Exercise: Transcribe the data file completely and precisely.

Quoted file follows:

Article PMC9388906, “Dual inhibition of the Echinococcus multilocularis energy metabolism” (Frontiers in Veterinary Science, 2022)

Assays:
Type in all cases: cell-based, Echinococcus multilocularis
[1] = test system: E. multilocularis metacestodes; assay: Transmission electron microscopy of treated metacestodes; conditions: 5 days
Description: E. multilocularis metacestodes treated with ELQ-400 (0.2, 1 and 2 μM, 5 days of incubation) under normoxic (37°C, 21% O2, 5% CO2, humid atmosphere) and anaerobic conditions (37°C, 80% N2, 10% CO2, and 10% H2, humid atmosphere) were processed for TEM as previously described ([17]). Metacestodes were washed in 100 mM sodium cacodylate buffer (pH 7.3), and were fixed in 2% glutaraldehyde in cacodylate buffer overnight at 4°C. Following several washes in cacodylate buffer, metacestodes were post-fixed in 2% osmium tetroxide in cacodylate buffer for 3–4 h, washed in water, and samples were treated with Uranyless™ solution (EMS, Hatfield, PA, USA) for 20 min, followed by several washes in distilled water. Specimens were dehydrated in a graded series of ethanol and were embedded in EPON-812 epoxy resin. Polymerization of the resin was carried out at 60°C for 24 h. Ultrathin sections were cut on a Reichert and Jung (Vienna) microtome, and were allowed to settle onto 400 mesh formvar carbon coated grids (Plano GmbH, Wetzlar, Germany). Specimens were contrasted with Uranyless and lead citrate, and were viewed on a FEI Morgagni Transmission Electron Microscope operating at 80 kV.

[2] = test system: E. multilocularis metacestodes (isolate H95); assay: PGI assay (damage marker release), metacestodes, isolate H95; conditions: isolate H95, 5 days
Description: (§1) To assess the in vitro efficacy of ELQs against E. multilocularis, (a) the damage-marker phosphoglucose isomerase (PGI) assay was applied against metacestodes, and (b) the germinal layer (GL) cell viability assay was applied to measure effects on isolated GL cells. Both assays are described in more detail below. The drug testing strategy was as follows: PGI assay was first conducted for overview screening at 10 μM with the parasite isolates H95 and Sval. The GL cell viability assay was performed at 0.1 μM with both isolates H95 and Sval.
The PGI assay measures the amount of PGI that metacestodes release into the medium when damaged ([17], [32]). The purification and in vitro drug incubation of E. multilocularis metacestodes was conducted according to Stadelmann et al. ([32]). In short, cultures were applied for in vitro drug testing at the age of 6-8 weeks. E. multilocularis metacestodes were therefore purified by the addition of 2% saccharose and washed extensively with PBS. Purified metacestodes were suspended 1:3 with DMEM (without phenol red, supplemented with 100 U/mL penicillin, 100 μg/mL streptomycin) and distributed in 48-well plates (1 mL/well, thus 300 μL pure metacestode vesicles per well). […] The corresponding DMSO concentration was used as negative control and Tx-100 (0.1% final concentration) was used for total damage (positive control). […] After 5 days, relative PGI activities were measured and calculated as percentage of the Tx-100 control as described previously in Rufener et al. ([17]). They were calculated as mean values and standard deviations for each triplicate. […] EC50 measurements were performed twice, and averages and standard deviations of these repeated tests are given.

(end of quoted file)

Article PMC9388906, “Dual inhibition of the Echinococcus multilocularis energy metabolism” (Frontiers in Veterinary Science, 2022)

Assays:
Type in all cases: cell-based, Echinococcus multilocularis
[1] = test system: E. multilocularis metacestodes; assay: Transmission electron microscopy of treated metacestodes; conditions: 5 days
Description: E. multilocularis metacestodes treated with ELQ-400 (0.2, 1 and 2 μM, 5 days of incubation) under normoxic (37°C, 21% O2, 5% CO2, humid atmosphere) and anaerobic conditions (37°C, 80% N2, 10% CO2, and 10% H2, humid atmosphere) were processed for TEM as previously described ([17]). Metacestodes were washed in 100 mM sodium cacodylate buffer (pH 7.3), and were fixed in 2% glutaraldehyde in cacodylate buffer overnight at 4°C. Following several washes in cacodylate buffer, metacestodes were post-fixed in 2% osmium tetroxide in cacodylate buffer for 3–4 h, washed in water, and samples were treated with Uranyless™ solution (EMS, Hatfield, PA, USA) for 20 min, followed by several washes in distilled water. Specimens were dehydrated in a graded series of ethanol and were embedded in EPON-812 epoxy resin. Polymerization of the resin was carried out at 60°C for 24 h. Ultrathin sections were cut on a Reichert and Jung (Vienna) microtome, and were allowed to settle onto 400 mesh formvar carbon coated grids (Plano GmbH, Wetzlar, Germany). Specimens were contrasted with Uranyless and lead citrate, and were viewed on a FEI Morgagni Transmission Electron Microscope operating at 80 kV.

[2] = test system: E. multilocularis metacestodes (isolate H95); assay: PGI assay (damage marker release), metacestodes, isolate H95; conditions: isolate H95, 5 days
Description: (§1) To assess the in vitro efficacy of ELQs against E. multilocularis, (a) the damage-marker phosphoglucose isomerase (PGI) assay was applied against metacestodes, and (b) the germinal layer (GL) cell viability assay was applied to measure effects on isolated GL cells. Both assays are described in more detail below. The drug testing strategy was as follows: PGI assay was first conducted for overview screening at 10 μM with the parasite isolates H95 and Sval. The GL cell viability assay was performed at 0.1 μM with both isolates H95 and Sval.
The PGI assay measures the amount of PGI that metacestodes release into the medium when damaged ([17], [32]). The purification and in vitro drug incubation of E. multilocularis metacestodes was conducted according to Stadelmann et al. ([32]). In short, cultures were applied for in vitro drug testing at the age of 6-8 weeks. E. multilocularis metacestodes were therefore purified by the addition of 2% saccharose and washed extensively with PBS. Purified metacestodes were suspended 1:3 with DMEM (without phenol red, supplemented with 100 U/mL penicillin, 100 μg/mL streptomycin) and distributed in 48-well plates (1 mL/well, thus 300 μL pure metacestode vesicles per well). […] The corresponding DMSO concentration was used as negative control and Tx-100 (0.1% final concentration) was used for total damage (positive control). […] After 5 days, relative PGI activities were measured and calculated as percentage of the Tx-100 control as described previously in Rufener et al. ([17]). They were calculated as mean values and standard deviations for each triplicate. […] EC50 measurements were performed twice, and averages and standard deviations of these repeated tests are given.